Location and the Low Income Experience: Analyses of Program Dynamics in the Iowa Family Investment Program
Helen H. Jensen, Shao-Hsun Keng, Steven B. Garasky
August 2000 [00-WP 244]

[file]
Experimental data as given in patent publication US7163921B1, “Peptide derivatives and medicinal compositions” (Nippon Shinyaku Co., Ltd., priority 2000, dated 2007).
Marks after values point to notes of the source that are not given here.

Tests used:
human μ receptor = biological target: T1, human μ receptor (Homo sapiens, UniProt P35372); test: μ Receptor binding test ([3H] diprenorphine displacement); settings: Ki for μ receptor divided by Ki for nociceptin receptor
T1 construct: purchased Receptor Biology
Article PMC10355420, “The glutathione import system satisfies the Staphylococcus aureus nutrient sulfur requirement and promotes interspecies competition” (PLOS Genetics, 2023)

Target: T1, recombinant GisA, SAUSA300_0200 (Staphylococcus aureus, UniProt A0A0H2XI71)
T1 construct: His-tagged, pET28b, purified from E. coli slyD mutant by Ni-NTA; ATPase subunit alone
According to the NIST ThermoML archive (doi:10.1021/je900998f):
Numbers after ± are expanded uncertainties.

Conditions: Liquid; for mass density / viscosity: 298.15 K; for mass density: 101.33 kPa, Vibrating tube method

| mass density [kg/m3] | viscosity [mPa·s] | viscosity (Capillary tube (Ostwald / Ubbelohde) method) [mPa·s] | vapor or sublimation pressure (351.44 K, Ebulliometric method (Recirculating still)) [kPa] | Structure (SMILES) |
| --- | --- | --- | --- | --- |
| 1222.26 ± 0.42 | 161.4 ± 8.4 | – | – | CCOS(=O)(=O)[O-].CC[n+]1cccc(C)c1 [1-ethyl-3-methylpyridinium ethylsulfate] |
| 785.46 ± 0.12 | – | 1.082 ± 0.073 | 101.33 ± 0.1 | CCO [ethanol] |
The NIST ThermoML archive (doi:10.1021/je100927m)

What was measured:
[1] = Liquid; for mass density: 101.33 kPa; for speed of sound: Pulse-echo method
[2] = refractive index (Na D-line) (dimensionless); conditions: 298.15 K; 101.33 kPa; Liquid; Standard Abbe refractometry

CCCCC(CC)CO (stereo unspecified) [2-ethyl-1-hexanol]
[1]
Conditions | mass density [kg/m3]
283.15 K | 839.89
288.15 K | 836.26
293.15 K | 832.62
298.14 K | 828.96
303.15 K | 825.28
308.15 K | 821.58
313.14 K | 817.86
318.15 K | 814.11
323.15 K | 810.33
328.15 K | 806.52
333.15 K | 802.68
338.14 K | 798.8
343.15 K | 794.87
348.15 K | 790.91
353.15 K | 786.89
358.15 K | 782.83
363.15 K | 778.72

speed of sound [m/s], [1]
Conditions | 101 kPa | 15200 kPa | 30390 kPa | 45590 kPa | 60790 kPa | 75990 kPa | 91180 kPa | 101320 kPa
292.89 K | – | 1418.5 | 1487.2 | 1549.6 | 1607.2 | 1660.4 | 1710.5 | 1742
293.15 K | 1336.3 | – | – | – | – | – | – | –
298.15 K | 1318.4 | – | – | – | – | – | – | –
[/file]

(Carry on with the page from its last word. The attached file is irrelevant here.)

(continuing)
Using Iowa state administrative data for the period 1993-95, this paper explores why some low-income households successfully leave public assistance while others who leave later return. The authors examine the role of employment, child support, earnings, and other support such as the Food Stamp Program (FSP) for recipients who leave Iowa's Family Investment Program (FIP). They also examine reasons for recidivism over time, with specific attention to local labor market conditions and factors that differentiate areas by degree of rural/metro location. The data show that, among those active in FIP in all months of the two-year period, employment increased. Multivariate analysis of recidivism shows that during the first two quarters, those in nonmetro areas were more likely to return to FIP; however, after this initial period, the risk of return was very similar in the two areas. This analysis provides specific results for better understanding of the impact of recent reforms on low-income households in a state that is relatively rural.
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